2015 PAR Insights: Leveraging Supply Chain Solutions with Stage-By-Component

  • September 09, 2016
  • Feature

By Bill Lydon, Editor, Automation.com

Driverless vehicles may be in the future for today’s average consumer, but for the pharmaceutical industry, their impact may be right around the corner. This was the message delivered to pharmaceutical leaders from around the world, at last fall's annual Pharmaceutical Automation Roundtable (PAR). The PAR, held at the Sanofi Pasteur Swiftwater Campus, offered discussions regarding a number of automation challenges facing today’s pharmaceutical industry and indeed, which may be applicable to all other industry segments. This article discusses a particular project, presented at the PAR, regarding the improvement of pharmaceutical manufacturing operations, through the deployment of Automated Guided Vehicles (AVG).

According to the presenter, leveraging systems to improve operations was a primary driver of the project. The end goal for facilities, as part of this project, was to achieve Stage By Component (SBC) – the delivery of every component required in the production process, “when I need it and where I need it.”   This was where Automated Guided Vehicles (AVG) served as an enabling technology.   The deployed AVG’s used laser navigation, accurate to a quarter of an inch, enabling the facility to avoid the requirement for in-floor wires.  The presenter further discussed the management of material flow for pharmaceutical production and how the company leveraged system integration opportunities with the collaboration of IT, engineering, and operations groups. This was the company’s first project to integrate from shop floor to the enterprise system and, to achieve this level of integration and enhancement, a lot of common paradigms were changed. 

Production operations were run as push-versus-pull processes that were out of sync with real-time physical activities and the actual transactional activities.  The front end process is all very controlled procedurally, geographically, and utilizes a Warehouse Management System (WMS) and quality control software.   In the past much of the plant processes were manual, paper-based, transactions. The company is migrating away from these manual processes.  Lean is a serious initiative and with improvements they eliminated numerous non-value added “human touches” each requiring multiple manual double checks and associated activities such as adding hand written tags to pallets of material.

The new systems approach resulted in a reduction of excessive material quantities in work centers, which were kept as a buffer for workstations from the effects of inefficient delivery in the past. Further, the new system leveraged the company's ERP system to perform MES functions in real-time.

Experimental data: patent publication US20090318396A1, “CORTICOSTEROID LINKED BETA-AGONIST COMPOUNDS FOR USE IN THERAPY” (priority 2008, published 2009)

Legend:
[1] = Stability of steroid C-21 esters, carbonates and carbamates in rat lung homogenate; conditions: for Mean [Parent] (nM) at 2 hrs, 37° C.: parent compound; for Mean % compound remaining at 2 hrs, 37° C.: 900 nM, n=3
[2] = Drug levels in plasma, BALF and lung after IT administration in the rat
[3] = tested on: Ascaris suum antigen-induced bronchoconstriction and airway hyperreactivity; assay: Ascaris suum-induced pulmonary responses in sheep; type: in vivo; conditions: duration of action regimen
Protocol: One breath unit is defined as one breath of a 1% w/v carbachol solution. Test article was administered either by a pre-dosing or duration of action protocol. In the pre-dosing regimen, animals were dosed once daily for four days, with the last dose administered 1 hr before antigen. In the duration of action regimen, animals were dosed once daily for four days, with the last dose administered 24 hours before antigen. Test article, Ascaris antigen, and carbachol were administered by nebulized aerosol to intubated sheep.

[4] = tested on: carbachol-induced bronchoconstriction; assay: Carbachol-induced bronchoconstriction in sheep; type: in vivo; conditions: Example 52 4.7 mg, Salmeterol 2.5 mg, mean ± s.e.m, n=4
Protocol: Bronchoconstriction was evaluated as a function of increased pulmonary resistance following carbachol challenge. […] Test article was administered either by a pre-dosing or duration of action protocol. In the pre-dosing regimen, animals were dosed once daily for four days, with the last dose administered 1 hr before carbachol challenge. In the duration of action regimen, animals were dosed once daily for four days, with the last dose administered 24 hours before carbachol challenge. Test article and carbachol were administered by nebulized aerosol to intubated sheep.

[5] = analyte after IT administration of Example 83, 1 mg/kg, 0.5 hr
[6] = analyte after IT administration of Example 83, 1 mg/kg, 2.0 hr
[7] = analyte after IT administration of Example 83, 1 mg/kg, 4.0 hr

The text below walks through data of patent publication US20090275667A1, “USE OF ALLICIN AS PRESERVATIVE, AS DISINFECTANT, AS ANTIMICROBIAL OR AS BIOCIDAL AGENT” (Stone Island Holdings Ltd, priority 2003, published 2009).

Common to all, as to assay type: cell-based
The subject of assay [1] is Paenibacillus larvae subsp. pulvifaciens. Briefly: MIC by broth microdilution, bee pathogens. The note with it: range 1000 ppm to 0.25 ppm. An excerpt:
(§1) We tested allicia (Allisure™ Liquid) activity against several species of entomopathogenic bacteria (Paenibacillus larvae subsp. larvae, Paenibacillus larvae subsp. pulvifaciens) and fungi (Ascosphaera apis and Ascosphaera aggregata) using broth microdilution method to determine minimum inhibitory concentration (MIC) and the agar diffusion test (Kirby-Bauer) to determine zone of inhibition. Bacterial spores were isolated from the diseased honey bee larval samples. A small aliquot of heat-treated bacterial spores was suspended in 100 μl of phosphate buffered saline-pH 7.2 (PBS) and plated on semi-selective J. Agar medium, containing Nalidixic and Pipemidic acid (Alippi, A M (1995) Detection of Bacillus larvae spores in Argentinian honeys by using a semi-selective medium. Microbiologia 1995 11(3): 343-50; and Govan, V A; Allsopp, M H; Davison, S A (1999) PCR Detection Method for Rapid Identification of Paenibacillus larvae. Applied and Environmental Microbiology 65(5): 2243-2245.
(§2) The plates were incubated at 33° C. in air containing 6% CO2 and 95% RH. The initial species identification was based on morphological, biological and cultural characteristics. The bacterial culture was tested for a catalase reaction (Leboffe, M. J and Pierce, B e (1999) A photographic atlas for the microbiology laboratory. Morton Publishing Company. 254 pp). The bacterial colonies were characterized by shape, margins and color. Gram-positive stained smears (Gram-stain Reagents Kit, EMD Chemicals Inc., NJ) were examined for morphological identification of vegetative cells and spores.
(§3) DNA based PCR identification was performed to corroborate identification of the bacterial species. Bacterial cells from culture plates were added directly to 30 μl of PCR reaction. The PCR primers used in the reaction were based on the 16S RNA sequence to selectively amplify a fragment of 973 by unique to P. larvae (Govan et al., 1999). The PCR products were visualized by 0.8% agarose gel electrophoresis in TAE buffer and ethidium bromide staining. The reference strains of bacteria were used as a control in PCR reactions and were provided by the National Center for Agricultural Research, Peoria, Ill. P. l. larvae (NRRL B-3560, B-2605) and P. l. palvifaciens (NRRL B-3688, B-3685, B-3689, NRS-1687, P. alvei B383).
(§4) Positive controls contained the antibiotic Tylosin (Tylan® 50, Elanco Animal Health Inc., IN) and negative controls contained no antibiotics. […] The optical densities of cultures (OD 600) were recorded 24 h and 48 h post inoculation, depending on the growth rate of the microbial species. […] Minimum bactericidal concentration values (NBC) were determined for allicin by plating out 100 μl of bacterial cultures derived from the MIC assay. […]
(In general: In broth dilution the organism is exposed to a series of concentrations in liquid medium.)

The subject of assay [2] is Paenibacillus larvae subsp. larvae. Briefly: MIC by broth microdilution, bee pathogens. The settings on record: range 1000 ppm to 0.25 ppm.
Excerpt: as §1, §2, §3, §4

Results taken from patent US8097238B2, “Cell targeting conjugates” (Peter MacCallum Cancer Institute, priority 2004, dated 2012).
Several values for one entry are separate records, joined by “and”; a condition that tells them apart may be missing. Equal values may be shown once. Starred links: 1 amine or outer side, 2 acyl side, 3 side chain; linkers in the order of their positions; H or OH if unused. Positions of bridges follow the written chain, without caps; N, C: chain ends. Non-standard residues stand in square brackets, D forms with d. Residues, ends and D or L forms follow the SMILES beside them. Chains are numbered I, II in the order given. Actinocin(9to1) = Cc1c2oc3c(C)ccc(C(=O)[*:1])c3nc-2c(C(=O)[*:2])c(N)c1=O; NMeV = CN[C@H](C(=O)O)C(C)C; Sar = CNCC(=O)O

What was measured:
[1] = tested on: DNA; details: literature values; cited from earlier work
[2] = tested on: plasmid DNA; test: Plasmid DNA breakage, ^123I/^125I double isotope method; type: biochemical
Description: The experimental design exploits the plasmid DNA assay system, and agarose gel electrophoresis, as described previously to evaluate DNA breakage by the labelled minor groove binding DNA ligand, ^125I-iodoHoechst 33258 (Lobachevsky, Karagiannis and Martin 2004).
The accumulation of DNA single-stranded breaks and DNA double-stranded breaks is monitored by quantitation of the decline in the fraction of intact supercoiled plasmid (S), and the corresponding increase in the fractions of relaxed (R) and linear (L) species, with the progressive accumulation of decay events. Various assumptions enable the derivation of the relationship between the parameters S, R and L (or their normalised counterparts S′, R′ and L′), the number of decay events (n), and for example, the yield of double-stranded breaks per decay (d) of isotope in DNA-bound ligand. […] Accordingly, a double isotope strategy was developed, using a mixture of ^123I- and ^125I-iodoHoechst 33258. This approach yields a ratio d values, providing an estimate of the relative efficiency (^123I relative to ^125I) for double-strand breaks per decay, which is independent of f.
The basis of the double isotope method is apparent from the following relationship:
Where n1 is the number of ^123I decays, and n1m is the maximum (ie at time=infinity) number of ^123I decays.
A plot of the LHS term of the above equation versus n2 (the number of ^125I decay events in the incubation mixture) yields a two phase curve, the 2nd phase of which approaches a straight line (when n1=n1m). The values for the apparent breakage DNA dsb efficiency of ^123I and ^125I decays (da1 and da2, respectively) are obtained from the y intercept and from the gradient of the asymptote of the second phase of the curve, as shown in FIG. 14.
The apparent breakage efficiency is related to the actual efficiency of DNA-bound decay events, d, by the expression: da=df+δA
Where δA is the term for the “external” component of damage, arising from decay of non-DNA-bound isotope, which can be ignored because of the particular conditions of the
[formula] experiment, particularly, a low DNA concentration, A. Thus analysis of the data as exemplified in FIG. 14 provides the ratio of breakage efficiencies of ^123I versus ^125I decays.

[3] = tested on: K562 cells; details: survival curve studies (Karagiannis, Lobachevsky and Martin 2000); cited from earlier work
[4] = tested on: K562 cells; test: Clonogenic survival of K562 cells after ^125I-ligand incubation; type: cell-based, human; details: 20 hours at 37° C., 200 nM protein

Project Objectives

The overall project goal was the implementation of a quality, systems-controlled, pull process which would enable more efficient retrieval and delivery of materials to work centers, enhancing production flow.  The solution leveraged automation to minimize repetitive material movements to and from the points of use.  The presenter emphasized this as a flexible approach which would meet changing demand. As he framed the concept: “Press the gas it goes… hit the brakes it stops!”  The project objectives were summarized as follows:

System Driven Quality and Compliance

  • Ensures correct material/batch deliveries
  • Confirms material quality status prior to use
  • Delivers real time materials traceability at point of use
  • Provides end of order reconciliation based actual consumption
  • Maintains systems clearance of foreign materials prior to starting next order


  • Leverages ERP to ensure repeatability – RFT Compliance & Quality
  • Annual recurring savings based on process simplification & vehicle automation
  • Six manual touches per material pallet reduced to one automated touch.
  • Increased inventory flexibility by providing a less-than-full pallet quantity delivery option.
  • Savings of over $5 ½ million a year, at over 40 sites

Workplace Organization

Implementing the Lean 5S method of workplace organization -- where the location of everything in the workspace was defined and clearly marked -- was required to ensure the efficient use of AVGs. The AVG was programmed to arrive at the workstation and stop, allowing the operator to take the required materials being delivered. If the workplaces were not organized in an orderly fashion, the work flow could be easily interrupted, as AVG’s make automatic safety stops if something is in its programmed path.